Big League Home Run Challenge 2005
THQ Wireless hits another sports game out of the park - literally. See what's been keeping us up nights in our full review.
Cell phone games don't have the luxury that other portable titles do. After all, no one in their right mind is going to want to play a complex RPG on their cell if they're constantly on the move, so the most successful games are the ones where you can hop in, get your fix, and jump right out, and developer Lavastorm Engineering is proving to the world that its employees are masters of this simple concept. Hot on the heels of the exquisite NBA All Star 3-Point Shootout comes Big League Home Run Challenge 2005, a high quality title based on America's favorite past time.
The Home Run Derby is basically Major League Baseball's version of the NBA's 3-Point Shootout except its players are blasting home runs out of the park instead of draining jump shots. Home Run Challenge allows you to step into the cleats of 40 of the league's greatest batters (who come with their actual stats) and compete to see who can not only score the most home runs as well as clock the ball the farthest. The game isn't governed by the complex laws of pitching that you'll see in other games, so every ball is inside the strike zone and very hittable, and because Lavastorm loves to go over the top they've put in place this very sweet physics system so you won't keep seeing the same shots over and over again. Plus, there aren't any strikes per se. You basically have a set amount of outs (balls that aren't home runs) and when you've used them up your turn is over and you won't get another chance until the following inning (you can play 3, 6, or 9).
There are a lot of attractive things about this game, and the best place to start is with its game modes. Just like 3-Point Shootout, you have a satisfying amount of options at your disposal. There's Quick Play (where the computer selects the batters and pitchers -there are ten-for you), Challenge (it's basically like Exhibition in that you control who's batting and pitching), Classic (not only can you pitch, but as a batter you have less outs to work with), Tournament (you can face off against seven human or computer opponents), and finally Create-a-Player.
The CAP is especially cool because of the many features you can mess around with. You can adjust your fantasy player's skin tone, jersey number, jersey color, belt color, hat color, bat color, and pants color, among other options, and then you're able to distribute 30 skill points among Contact, Bat Speed, and Power, so you can either play it safe and craft an evenly balanced player or just turn him into a monster that excels at one thing. It's a surprisingly deep system that's actually worth checking out.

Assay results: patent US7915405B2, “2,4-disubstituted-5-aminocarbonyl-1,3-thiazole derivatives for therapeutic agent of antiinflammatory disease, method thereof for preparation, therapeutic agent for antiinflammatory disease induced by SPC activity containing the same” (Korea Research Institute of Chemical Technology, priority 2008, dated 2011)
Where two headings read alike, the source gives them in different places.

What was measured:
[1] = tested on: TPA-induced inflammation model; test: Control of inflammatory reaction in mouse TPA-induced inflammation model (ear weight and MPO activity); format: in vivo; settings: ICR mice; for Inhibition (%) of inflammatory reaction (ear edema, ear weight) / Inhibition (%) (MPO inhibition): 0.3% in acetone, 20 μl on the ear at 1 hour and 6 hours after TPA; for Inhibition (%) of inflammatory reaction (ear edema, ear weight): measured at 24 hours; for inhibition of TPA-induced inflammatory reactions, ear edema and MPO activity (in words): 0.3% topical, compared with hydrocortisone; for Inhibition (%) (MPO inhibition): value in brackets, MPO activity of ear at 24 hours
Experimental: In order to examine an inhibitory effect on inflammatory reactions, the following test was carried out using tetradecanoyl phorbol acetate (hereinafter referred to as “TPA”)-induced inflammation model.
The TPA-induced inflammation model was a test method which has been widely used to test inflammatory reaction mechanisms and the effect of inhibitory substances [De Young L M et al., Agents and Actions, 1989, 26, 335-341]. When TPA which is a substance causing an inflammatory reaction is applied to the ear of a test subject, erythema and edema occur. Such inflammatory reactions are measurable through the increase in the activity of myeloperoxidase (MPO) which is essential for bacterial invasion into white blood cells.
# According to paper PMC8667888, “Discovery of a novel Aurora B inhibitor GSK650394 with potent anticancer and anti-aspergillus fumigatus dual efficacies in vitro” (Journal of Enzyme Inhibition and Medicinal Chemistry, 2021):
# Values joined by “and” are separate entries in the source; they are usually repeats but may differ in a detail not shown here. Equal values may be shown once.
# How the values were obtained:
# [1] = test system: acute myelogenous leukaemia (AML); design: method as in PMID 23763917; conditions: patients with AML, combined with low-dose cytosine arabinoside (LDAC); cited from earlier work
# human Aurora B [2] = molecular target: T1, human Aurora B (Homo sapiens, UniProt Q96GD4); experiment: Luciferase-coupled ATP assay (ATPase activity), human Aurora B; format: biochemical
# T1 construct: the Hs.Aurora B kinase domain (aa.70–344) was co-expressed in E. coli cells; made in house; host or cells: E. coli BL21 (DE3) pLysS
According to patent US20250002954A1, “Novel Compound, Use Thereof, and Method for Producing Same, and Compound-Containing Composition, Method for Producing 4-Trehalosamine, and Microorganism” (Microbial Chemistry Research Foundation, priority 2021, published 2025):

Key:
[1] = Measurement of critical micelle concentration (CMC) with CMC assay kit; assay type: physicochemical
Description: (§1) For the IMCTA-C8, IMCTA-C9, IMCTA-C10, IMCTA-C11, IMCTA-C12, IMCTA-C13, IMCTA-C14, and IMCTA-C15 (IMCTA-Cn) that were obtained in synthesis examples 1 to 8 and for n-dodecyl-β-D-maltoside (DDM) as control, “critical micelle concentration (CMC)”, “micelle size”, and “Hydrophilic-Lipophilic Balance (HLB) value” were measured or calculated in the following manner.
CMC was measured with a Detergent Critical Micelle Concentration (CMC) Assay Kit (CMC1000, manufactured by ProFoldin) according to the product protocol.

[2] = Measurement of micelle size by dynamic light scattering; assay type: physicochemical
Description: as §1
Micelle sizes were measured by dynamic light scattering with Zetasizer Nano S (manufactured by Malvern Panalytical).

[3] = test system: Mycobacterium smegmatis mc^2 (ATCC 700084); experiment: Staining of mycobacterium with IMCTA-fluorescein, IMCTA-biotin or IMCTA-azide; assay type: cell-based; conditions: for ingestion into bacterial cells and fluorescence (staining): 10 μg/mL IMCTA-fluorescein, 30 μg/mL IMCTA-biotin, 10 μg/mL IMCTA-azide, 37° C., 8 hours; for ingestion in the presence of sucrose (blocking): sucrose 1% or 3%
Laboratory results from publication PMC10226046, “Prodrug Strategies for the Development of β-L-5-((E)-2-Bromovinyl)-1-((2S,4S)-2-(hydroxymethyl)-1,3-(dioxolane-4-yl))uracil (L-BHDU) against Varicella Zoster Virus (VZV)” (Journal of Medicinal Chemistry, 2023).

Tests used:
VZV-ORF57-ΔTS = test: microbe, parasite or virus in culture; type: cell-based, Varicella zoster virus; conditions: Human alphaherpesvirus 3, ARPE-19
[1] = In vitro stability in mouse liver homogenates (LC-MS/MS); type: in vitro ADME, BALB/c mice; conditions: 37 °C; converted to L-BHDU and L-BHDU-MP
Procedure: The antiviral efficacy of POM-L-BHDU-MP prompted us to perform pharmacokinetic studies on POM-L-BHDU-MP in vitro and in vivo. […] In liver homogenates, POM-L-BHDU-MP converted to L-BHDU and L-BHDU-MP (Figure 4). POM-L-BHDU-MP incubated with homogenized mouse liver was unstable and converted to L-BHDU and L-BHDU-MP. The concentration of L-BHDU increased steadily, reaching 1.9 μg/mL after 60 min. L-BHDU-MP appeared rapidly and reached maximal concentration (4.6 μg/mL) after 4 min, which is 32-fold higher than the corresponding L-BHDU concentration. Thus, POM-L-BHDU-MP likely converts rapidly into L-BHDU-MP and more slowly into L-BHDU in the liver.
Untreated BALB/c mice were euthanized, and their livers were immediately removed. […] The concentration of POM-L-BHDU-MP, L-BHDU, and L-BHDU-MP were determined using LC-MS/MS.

Home Run Challenge is a shining example of why Lavastorm is at the forefront of graphic cell phone game design. Just like 3-Point Shootout, it is one of the best-looking cell phone titles that I have ever seen. The players aren't especially detailed, though their animations are top notch, and nice little touches, such as being able to break your bat, go a long way to giving this game an authentic feel.
Another feather worth mentioning is the stadium, which is by far Home Run's best visual feature. Bursting with color and attention to detail, it truly immerses you in the action despite the fact that you'll be looking at a tiny screen. There's clouds slowly moving from left to right, flags billowing in the wind, and a gigantic digital scoreboard that has at least thirty plus light animations and phrases. You'll see a Godzilla like monster appear, a worm get hit by a ground ball, a blimp, a fly get splattered with a swatter, and a humongous soda can that's immediately destroyed by an equally large foot, followed by the word "CRUSHED". It's a cool special effect and it really adds to the game's charm.
Thankfully, everything else also looks spectacular. The stadium itself is packed full of spectators, the field is green and freshly mowed (I checked), and there are several skyscrapers in the background reaching to the heavens. Lavastorm is clearly driving the next generation cell phone videogame bus, and I for one intend to enjoy the ride.
To compliment the aforementioned physics the game's developers put in place a camera that provides you with some great views of your latest bombs. While it'll stay put behind home plate if you pop it up to the pitcher, as soon as you nail a would be homer it'll switch from an aerial or an on the ground outfield view (or both). Not only do these views look great, but they really help to get the adrenaline flowing. Could it be? Does it have enough room? Will it bounce off the foul pole (I've had it happen)? It's good, a home run shot into deep right field!
That's another positive thing about Home Run. It never shuts up, but that's definitely a good thing. Not only is the opening theme loud and in your face, but so is the crack of the bat and the announcer. "Might be...could be...it is!" "Thrust into right!" "Going! Going! Home run!" The guy's a total ham.
There's really nothing bad to say about Big League Home Run Challenge 2005 except that if you're looking for a regular old game of baseball you'll probably be disappointed. Also, this game isn't particularly deep, so only those who love hitting home runs (but seriously, who doesn't like hitting home runs) will love it the most, but I'm really stretching with this game's flaws. It doesn't really matter whether you're a baseball fan or not because the second you play Home Run Challenge you'll struggle to put it down. Locked into first place with 3-Point Shootout, it's one of the very few must-buy cell phone games of 2005.
What's Hot: Very addictive, and great to look at.
What's Not: Only available to Verizon subscribers.